How Workers Operate Without Privacy in Open-Plan Offices

A majority of employers believe that an open office encourages face-to-face interactions between coworkers, boosting workplace collaboration. It also seems easier to manage and supervise employees without physical barriers breaking the field of view. Do these claims hold any truth, and is such close supervision really necessary or welcome in a work environment?

A recent Harvard study investigating the correlation between open office architecture and collaboration found that the former does not inspire teamwork and is actually counterproductive. Firms that switched to open offices saw a 70-percent drop in face-to-face interactions. Besides, forced co-presence, which is what an open floor plan promotes, does not necessarily result in productive cooperation among coworkers.


There are tons of articles online that try to offer tips and tricks for finding peace and quiet at work. Unfortunately, soundproof office cubicles are just NOT a thing. 

Soundproof headphones and strict office rules may bring the volume down, but for a real solution, employers will have to look to high-end furniture that is made for the modern office space.

Why Soundproofing Your Office Cubicle Is Harder Than It Seems

One of the most common complaints among workers everywhere is that their office is too loud. Whether they're in office cubicles, an open office or an agile office layout, it seems like there aren't enough realistic options for folks who need a quiet space to get away from distractions. 

Studies have even shown that employees would be willing to sacrifice a variety of amenities if it meant having more privacy at work, including vacation days and coffee machines. 

Without soundproofing, workers are more likely to get distracted by ringing phones, fingers typing, conversations among coworkers and even interpersonal conflict.


The COVID-19 pandemic has focused people's attention on keeping their home & work environments clean and sanitized.

This is especially true if you work in an office environment that remains open during the outbreak. And if you’re fortunate enough to have office phone booths or pods, you may be looking for some special tips on how to keep them sanitary during this challenging time.


Maintaining a clean work environment is essential to your health, well-being and that of your staff. We've got some best practices below so you can continue maximizing your office booth.

Cleanliness Starts With a Well-Communicated Policy

The first thing to know is that the success of your office cleaning regime, including specific areas such as phone booths, will depend on a robust and well-communicated cleaning policy.

Let your entire staff know the expected frequency and method of cleaning. If your office provides clorox wipes or lysol, make sure the entire team knows where they are. Same with plastic gloves. An ideal frequency for cleaning most areas is before and after an employee is done using them. 

Also inform individual staff members of their personal hygienic responsibilities. This includes washing their hands for 30 seconds before and after using communal areas or shared spaces.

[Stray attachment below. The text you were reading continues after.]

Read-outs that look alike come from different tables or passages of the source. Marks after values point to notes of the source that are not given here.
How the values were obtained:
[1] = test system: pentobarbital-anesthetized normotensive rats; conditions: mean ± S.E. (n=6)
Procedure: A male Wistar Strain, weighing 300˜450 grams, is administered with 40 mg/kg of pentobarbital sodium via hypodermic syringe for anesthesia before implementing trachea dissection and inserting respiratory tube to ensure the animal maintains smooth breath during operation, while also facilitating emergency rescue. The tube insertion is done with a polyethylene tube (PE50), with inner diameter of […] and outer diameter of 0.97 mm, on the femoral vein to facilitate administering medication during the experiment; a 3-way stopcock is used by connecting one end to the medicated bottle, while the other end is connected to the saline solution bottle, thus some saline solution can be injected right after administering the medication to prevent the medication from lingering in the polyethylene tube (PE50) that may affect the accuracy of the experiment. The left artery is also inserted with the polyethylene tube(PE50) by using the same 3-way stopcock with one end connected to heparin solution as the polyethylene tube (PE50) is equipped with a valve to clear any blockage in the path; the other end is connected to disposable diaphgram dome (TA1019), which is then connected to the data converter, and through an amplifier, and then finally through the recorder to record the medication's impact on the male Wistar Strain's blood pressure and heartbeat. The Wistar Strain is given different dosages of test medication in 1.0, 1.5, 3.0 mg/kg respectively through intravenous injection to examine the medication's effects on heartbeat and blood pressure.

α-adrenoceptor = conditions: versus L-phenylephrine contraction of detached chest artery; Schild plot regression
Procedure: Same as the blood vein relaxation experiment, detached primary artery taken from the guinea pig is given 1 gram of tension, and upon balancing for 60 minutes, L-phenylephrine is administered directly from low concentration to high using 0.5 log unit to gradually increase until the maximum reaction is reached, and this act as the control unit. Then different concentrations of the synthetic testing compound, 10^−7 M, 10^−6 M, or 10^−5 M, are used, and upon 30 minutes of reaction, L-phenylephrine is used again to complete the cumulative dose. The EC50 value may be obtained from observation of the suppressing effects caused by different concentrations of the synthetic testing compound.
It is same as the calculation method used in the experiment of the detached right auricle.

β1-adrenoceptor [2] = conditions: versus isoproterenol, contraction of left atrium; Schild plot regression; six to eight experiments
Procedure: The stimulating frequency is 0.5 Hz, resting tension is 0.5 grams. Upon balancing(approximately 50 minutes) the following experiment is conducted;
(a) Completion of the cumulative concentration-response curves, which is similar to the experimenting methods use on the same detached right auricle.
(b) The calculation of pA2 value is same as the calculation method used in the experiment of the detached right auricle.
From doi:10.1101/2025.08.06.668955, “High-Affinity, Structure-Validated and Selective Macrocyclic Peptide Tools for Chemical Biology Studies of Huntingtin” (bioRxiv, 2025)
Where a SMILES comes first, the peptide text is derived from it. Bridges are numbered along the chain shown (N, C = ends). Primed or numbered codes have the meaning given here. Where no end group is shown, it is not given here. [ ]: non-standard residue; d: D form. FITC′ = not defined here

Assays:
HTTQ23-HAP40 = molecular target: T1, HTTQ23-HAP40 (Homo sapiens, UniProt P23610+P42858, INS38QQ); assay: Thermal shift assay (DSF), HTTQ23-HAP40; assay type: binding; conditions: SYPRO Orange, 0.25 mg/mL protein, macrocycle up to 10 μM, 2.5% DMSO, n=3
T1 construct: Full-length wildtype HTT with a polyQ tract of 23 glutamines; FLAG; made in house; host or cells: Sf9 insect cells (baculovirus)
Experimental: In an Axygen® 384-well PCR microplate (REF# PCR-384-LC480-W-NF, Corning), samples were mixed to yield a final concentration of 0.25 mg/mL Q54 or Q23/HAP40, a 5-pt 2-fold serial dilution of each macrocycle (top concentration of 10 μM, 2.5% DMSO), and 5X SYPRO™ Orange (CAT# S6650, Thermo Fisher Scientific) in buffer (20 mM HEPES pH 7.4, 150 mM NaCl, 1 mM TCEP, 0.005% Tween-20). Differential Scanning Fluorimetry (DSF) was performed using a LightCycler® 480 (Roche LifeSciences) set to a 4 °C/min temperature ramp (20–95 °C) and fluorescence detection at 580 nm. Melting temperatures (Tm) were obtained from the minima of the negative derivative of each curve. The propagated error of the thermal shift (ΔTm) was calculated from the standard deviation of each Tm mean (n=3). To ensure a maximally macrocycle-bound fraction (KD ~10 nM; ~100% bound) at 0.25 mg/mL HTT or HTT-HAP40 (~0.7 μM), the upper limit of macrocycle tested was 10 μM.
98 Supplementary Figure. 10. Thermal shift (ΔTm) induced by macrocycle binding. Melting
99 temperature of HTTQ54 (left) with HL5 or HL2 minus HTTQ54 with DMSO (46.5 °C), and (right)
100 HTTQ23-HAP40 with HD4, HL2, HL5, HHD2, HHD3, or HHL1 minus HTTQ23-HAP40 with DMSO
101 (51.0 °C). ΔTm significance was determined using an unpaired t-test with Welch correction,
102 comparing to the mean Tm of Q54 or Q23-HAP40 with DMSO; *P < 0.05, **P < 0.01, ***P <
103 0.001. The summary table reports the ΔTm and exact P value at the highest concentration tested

As staff become increasingly conscious of their job's health effects, employers are looking for a variety of solutions to boost their workers’ well-being. 

An article in Forbes magazine suggested that businesses who have an employee wellness program are more likely to be rewarded by employees recommending their company as a good place to work.

It also quoted research in which 61 percent of employees agreed that their company’s wellness program inspired them to make healthy changes to their lifestyles. The result was that productivity at work went up, as well as job satisfaction.

And something as simple as installing an office phone booth in your floor plan can help you find the healthy balance you need. These products offer many health benefits — from the mental to the physical — which are worth looking into. 

What Is an Office Phone Booth?

Office phone booths are a free-standing pod that can be used in any area of your workplace to provide privacy.

If you go with a provider like Zenbooth, these products are soundproofed to ensure that conversations can’t be heard beyond the booth itself, and may be equipped with an electric, height adjustable desk to make daily tasks more convenient.


As the business world grows ever more competitive, each bit of added productivity matters. Unfortunately, the very layout of an office can torpedo plans for maximized output.

Zenbooth has created office spaces perfect for 21st-century operations. Our products allow companies to push for higher versatility and work levels by helping staff encounter fewer distractions. They may even enjoy better health as a result of installing our solo and meeting pods. 

The 20th Century Open Office Concept

In 1950s West Germany, innovators in office design started to pioneer the open office concept. Simply put, the idea was to remove walls from workspaces, encouraging more communication or collaboration.

Some American workplaces, such as newsrooms and police departments, where much work took place outside the office, had already employed this strategy. 


Working remotely is a desired perk for many professionals. But sadly, many of us have no other choice given the ongoing pandemic.

In order to effectively and efficiently work from home, employees need a comfortable workspace that is suitably equipped to accomplish their daily tasks.

Access to the latest technology is a must, and so is a desk that will allow home office workers to sit or stand. The Zenstation from Zenbooth is an electric, height adjustable desk that fits the bill. 

Statistics on Remote Workers